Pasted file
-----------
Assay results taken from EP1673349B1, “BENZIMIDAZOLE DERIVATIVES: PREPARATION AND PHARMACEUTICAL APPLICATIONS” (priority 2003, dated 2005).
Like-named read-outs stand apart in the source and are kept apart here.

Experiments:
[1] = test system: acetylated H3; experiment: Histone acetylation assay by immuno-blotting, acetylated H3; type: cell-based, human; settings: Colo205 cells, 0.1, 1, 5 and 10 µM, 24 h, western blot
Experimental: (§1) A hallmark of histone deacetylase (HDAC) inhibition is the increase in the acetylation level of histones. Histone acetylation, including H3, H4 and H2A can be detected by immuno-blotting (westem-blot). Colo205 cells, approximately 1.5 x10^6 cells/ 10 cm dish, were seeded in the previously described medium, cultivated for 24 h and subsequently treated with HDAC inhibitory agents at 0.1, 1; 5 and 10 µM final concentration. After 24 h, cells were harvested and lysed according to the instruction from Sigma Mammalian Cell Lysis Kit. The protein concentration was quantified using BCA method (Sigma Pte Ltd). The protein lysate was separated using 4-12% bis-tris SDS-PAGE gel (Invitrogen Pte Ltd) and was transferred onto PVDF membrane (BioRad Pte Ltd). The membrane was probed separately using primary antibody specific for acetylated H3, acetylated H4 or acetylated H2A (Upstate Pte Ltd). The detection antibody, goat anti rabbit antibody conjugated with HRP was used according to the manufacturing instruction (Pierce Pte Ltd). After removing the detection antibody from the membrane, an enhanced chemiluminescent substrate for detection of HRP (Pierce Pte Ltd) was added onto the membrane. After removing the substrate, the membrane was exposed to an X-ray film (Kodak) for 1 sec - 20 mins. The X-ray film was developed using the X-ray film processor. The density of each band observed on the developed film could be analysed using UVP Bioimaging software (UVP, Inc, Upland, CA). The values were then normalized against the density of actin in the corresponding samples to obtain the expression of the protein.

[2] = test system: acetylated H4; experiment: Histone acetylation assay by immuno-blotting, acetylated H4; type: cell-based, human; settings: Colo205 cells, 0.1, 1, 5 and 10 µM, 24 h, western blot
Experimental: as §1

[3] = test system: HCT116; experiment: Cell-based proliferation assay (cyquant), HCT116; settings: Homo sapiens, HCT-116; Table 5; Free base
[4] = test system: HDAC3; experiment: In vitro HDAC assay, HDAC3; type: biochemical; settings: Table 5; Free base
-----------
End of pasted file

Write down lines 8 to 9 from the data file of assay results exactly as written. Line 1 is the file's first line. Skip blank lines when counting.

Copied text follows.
[3] = test system: HCT116; experiment: Cell-based proliferation assay (cyquant), HCT116; settings: Homo sapiens, HCT-116; Table 5; Free base
[4] = test system: HDAC3; experiment: In vitro HDAC assay, HDAC3; type: biochemical; settings: Table 5; Free base